The EU’s securities watchdog ESMA has dropped plans to include a 50 percent threshold for funds using sustainability-related words in planned guidelines on fund names.
Under the draft proposals put out in November 2022, those with sustainability-related terms would have been required to allocate at least half of their assets to sustainable investments as defined under the EU’s anti-greenwashing rules, the Sustainable Finance Disclosure Regulation (SFDR).
But in an update on Thursday, drawing on feedback from the market, the financial regulator stated that it “no longer considers that this threshold should be retained”.
Major investors criticised ESMA’s proposal following its consultation, which ended in February, claiming that the timing of the proposals is bad, that they are based on unclear definitions and that they may not be needed.
In its update, ESMA also confirmed that the adoption of the guidelines has been postponed as it awaits the outcome of the reviews of the Alternative Investment Fund Managers Directive (AIFMD) and undertakings for collective investment in transferable securities (UCITS) directive.
As previously reported, the provisionally agreed legal text contains new mandates for ESMA to take steps to prevent misleading fund names.
The fund names guidelines are expected to be approved and published in Q2 2024, subject to the timing of the publication of the AIFMD and UCITS revised texts.
The intervention now, ESMA added, was to “highlight the key content of the guidance that it intends to provide”.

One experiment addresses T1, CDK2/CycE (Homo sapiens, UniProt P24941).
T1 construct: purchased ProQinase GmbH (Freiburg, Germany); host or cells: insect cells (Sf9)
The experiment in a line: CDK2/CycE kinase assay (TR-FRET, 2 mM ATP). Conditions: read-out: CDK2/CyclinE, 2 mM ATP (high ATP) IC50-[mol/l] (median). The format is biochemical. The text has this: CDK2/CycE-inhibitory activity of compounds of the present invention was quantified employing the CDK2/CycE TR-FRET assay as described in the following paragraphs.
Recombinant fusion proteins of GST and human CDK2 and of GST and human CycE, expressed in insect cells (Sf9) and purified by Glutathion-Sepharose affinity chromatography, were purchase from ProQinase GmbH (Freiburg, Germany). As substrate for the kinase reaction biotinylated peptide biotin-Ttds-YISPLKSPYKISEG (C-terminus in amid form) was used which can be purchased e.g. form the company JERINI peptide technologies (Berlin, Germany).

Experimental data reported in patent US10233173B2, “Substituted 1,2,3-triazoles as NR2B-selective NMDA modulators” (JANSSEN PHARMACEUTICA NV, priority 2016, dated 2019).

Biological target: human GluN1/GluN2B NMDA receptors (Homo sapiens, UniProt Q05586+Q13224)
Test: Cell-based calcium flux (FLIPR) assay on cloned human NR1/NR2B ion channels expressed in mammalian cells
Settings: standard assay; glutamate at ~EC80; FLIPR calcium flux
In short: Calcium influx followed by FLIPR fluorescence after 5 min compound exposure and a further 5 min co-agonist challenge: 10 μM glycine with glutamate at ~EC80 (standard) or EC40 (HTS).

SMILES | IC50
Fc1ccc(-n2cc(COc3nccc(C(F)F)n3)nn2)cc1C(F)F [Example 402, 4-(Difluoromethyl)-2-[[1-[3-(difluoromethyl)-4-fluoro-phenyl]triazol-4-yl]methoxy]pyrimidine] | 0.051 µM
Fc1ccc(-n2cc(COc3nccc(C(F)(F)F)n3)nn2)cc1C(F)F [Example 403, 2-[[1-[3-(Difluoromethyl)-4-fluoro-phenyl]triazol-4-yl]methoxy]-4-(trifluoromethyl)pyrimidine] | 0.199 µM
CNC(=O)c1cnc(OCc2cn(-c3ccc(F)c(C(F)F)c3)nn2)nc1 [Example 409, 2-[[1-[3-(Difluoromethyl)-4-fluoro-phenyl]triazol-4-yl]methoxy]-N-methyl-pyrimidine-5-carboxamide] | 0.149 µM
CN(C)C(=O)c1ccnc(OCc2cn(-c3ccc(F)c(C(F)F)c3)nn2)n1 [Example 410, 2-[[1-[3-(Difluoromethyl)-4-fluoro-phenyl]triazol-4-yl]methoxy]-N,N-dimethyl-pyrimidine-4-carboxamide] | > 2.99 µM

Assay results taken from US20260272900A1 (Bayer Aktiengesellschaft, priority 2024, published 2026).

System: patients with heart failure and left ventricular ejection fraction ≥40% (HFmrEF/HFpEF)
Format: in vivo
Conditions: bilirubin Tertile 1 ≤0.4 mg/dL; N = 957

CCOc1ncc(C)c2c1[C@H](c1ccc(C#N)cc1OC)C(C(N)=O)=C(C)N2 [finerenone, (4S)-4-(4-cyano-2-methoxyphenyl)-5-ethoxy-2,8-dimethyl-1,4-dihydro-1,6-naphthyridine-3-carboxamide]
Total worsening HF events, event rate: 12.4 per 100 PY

In lieu of the 50 percent threshold, ESMA is now suggesting that funds using sustainability-related terms in their names should be brought into line with the proposed requirements for funds with ESG fund names. That is, at least 80 percent of assets are directed towards meeting environmental or social characteristics, or sustainability objectives defined in the strategy.
In October, RI reported that several market observers had predicted that the 50 percent threshold would likely be dropped in ESMA’s final proposal.
Under the update, funds with sustainability-related names will also be expected to apply the exclusions contained in the EU Paris-aligned Benchmark (PAB) and “invest meaningfully” in sustainable investments as defined under SFDR, “reflecting the expectation investors may have based on the fund’s name”.
Transition category floated
ESMA has also suggested introducing a new category for funds using transition-related terms, in recognition that the fossil fuel exclusions linked to PAB “could unnecessarily penalise some funds using terms in their name that are not environmental or that focus on transition strategies”.
Such funds would be subject to the exclusions linked to the EU’s Climate Transition Benchmark, which do not bar investments in fossil fuels as the PAB equivalent does.
ESMA said that the guidelines will take effect three months after publication.
Managers of new funds will be expected to comply with the guidance from that date. Funds that predate the introduction of the guidelines will have six months to comply.